Assigned: "Down, Wanton, Down!" (2445); "Love Without Hope" (2446); "The Cool Web" (2446); "The Reader Over My Shoulder" (2446); "To Juan at Winter Solstice" (2447); "The White Goddess" (2448); "The Blue-Fly" (2449); "A Slice of Wedding-Cake" (2450).
"Down, Wanton, Down!"
1. What immemorial conventions of love sonneteers does the speaker make fun of in this stanzaic address to a certain male body part? Does the poem equate "love" with sexuality, or does it try to do something else? Explain.
"Love Without Hope"
2. Love without hope of success is of course an unhappy theme in the obvious sense, but how does the figure of the bird-catcher offer another way to view that kind of love?
"The Cool Web"
3. What is the function of language, according to the speaker? How does the speaker's view challenge or modify the commonly accepted "instrumental" notion of language? (By "instrumental," I mean we usually say that words are tools we use to get things done in the everyday world, or that we use words to point to real things in the world and thereby understand them.)
4. Why, according to the speaker, would we "go mad" if we were to cast off language before the point of death? Why couldn't we face things without it?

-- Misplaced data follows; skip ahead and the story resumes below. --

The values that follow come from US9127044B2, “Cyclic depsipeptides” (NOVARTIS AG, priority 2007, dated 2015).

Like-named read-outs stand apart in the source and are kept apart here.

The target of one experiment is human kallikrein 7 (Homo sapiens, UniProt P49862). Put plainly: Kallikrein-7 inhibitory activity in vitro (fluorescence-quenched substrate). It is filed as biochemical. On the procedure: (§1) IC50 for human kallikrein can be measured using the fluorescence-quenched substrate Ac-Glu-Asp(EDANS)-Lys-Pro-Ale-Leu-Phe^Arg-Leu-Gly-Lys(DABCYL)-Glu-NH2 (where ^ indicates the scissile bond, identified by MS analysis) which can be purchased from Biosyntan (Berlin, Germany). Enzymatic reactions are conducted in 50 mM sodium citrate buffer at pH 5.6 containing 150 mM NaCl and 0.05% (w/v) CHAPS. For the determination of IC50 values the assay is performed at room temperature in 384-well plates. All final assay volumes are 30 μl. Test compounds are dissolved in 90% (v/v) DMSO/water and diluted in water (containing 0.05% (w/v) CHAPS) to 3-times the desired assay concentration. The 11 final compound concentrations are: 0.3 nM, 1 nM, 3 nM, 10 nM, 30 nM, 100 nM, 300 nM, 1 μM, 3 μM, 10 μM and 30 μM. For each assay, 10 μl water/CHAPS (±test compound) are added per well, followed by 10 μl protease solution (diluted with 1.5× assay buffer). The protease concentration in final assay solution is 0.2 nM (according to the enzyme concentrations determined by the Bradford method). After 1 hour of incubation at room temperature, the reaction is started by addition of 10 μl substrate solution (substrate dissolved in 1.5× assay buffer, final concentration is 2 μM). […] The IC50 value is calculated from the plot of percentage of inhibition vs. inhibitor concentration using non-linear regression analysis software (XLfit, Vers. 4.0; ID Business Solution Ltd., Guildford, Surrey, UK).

"The Reader Over My Shoulder"
5. Who or what is the "reader over my shoulder"? What does the speaker — or rather writer, in the context of this poem — have against that reader, and why? How does the writer here conceive of the act of composing poetry — how much is expression, and how much is formal and related to editing and craft?
"To Juan at the Winter Solstice"
6. In his book The White Goddess, Graves offers his view of myth and its continuing value. Here his speaker says that there is only one true story for the poet. What is that story, and, in particular, why might it be appropriate to dedicate a poem about the story to the poet's newborn son?
"The White Goddess"
7. Who are the seekers identified in this poem? Why do they go in search of the White Goddess? What seems to be the speaker's own attitude towards her? Explain this last question with reference especially to the poem's final stanza.
8. What is the speaker's complaint about the way modern humans think about and behave towards their fellow creatures? Why do you suppose Graves chose to make the blue-fly the subject of such a poem, and why the provocative reference to our fear of epidemics?
"A Slice of Wedding-Cake"
9. What makes the speaker question the persistent chivalric attitude towards women even in modern times? Does he himself seem to have abandoned that attitude? Explain.
10. What does the speaker suggest about the capacity we often attribute to love of transforming individuals into something more extraordinary than their limited everyday selves? How much value (in your own view) should we invest in such idealistic notions?
Edition: Abrams, M. H. et al. The Norton Anthology of English Literature, Vols. 2A-C. 7th ed. New York: Norton, 2000. ISBN 2A = 0393975681, 2B = 039397569X, 2C = 0393975703.